Congress Reaches Deal on FY17 Spending Bill
Over the weekend, top congressional leaders and appropriators came to a bipartisan compromise on government funding for the remainder of the fiscal year, averting a government shutdown. The legislative text for the remaining eleven fiscal year (FY) 2017 appropriations bills that had not yet been finalized was released early Monday morning. Given its bipartisan nature, the omnibus package will likely be passed and signed into law by the President before the end of the week when the current week-long continuing resolution expires on May 5.
The long-awaited omnibus includes modest increases for many key housing programs at the Department of Housing and Urban Development (HUD) and the Department of Agriculture’s Rural Housing Service. The FY 17 Transportation, Housing and Urban Development (THUD) Appropriations Bill provides a $512.5 million net increase over FY 16 enacted levels.
The bill increases funding for Tenant-Based Rental Assistance (Housing Choice Vouchers) by $660 million over FY 16 enacted levels to $20.3 billion, including $18.36 billion to renew existing contracts. While the increase is significant, it is about $450 million less than what is required to fully renew all vouchers in use. The omnibus also increases funding for Project-Based Rental Assistance (PBRA) by $196 million over FY 16 enacted levels, to $10.81 billion, in order to fully fund the program.
Several Community Development and Planning programs, including the Community Development Block Grant, HOME Investment Partnerships, and Section 4 Capacity Building for Affordable Housing and Community Development, all received level funding. The bill also includes a provision that provides a 4-year suspension of the 24-month commitment deadline for HOME funds that would otherwise have expired in 2016, 2017, 2018, or 2019. Due diligence rules that went into effect in 2013 have other more meaningful deadlines that make the 24-month commitment deadline redundant and burdensome for Participating Jurisdictions.
The bill also provides a $41.5 million increase to the Public Housing Capital Fund over FY 16 enacted levels to $1.94 billion, but cuts the Public Housing Operating Fund by $100 million below FY 16 enacted levels to $4.4 billion. In addition, the bill raises the cap on the number of public housing units authorized to participate in the Rental Assistance Demonstration (RAD) from 185,000 to 225,000, providing the authority for the more than 18,000 units on the waitlist to convert to more stable financial footing under the demonstration.
The Choice Neighborhoods Initiative, Housing Opportunities for Persons with AIDS (HOPWA), Homeless Assistance Grants, and Section 202 Housing for the Elderly, Lead-Based Paint Hazard Reductions also received funding increases. The Section 811 Housing for Persons with Disabilities program, however, saw its funding cut by $4 million.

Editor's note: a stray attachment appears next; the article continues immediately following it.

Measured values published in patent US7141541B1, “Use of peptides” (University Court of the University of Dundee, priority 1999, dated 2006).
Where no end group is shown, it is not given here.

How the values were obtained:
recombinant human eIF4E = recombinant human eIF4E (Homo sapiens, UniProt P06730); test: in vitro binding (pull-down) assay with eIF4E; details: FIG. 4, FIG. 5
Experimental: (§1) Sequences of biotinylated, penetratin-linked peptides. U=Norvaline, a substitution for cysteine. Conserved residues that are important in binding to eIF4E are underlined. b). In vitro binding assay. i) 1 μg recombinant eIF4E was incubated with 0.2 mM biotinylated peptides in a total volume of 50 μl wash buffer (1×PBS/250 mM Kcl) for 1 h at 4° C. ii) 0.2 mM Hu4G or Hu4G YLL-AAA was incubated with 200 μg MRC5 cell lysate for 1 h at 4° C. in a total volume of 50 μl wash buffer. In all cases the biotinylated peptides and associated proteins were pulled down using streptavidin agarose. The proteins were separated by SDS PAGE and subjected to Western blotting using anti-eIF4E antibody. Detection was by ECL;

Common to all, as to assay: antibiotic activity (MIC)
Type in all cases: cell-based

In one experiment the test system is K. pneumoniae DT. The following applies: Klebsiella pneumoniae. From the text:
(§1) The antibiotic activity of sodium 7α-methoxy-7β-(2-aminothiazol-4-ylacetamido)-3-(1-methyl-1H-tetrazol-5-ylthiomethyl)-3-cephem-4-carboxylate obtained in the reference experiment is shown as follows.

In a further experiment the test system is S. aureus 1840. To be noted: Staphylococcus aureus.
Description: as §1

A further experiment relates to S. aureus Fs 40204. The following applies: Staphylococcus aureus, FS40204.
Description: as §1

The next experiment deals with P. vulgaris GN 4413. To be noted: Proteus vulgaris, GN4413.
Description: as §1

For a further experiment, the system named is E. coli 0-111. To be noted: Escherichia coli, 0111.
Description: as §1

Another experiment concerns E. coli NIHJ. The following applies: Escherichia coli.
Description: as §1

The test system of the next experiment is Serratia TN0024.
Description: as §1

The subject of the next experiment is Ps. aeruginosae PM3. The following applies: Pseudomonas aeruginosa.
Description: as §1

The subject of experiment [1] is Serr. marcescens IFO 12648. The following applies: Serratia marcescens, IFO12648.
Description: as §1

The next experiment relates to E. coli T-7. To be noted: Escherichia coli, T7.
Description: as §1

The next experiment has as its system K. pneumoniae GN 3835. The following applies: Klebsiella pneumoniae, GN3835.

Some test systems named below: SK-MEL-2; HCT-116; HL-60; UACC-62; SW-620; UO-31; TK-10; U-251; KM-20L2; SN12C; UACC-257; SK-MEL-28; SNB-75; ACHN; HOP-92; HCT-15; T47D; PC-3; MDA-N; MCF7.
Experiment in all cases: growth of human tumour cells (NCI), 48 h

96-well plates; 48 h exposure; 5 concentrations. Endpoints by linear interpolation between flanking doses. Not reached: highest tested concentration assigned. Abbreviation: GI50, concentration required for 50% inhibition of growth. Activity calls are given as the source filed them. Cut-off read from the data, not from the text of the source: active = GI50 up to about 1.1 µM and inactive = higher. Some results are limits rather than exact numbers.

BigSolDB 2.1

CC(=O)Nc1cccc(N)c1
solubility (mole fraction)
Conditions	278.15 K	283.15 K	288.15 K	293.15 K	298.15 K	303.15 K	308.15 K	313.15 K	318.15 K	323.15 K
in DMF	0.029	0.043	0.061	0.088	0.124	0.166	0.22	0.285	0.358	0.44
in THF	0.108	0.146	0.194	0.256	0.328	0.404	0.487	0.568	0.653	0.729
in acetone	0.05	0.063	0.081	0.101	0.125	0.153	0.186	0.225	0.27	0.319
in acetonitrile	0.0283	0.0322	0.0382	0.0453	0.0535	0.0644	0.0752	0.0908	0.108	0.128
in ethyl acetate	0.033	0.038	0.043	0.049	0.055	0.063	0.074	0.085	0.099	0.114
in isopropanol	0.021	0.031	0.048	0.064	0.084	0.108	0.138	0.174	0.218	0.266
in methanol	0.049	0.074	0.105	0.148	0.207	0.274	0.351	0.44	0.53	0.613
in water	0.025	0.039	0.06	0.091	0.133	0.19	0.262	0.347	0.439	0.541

The Community Development Financial Institutions (CDFI) Fund at the Department of Treasury received a $14.5 million funding increase over FY 16 enacted levels to $248 million – the largest appropriation in the history of the fund.
The Neighborhood Reinvestment Corporation (NeighborWorks America) received $140 million, $5 million of which must be used for a new multi-family rental housing program. The bill also extends the sunset date for the US Interagency Council on Homelessness until October 1, 2018.
The Agriculture Appropriations bill provides increases for several rural housing programs including Section 502 Single Family Direct Loans, Section 504 Housing Repair Grants, Section 515 Rental housing Direct Loans, and Section 521 Rental Assistance. For more information on funding levels for HUD and the USDA Rural Housing Service, see Enterprise's updated FY17 budget chart.
These modest increases for many key HUD and USDA programs demonstrate that Congress understands the critical importance of many of these programs. While Enterprise is encouraged to see the likely passage of the FY 17 THUD and USDA appropriations bills, the FY 18 budget and appropriations process poses alarming risks for housing and community development programs. The White House’s FY 18 Budget Request is expected in several weeks, and it will likely propose extreme cuts to programs that Enterprise and our partners care about. See more about the White House’s skinny budget outline and how housing and community development programs create jobs and benefit communities on Enterprise’s blog.
See Enterprise’s budget chart for more information about funding levels.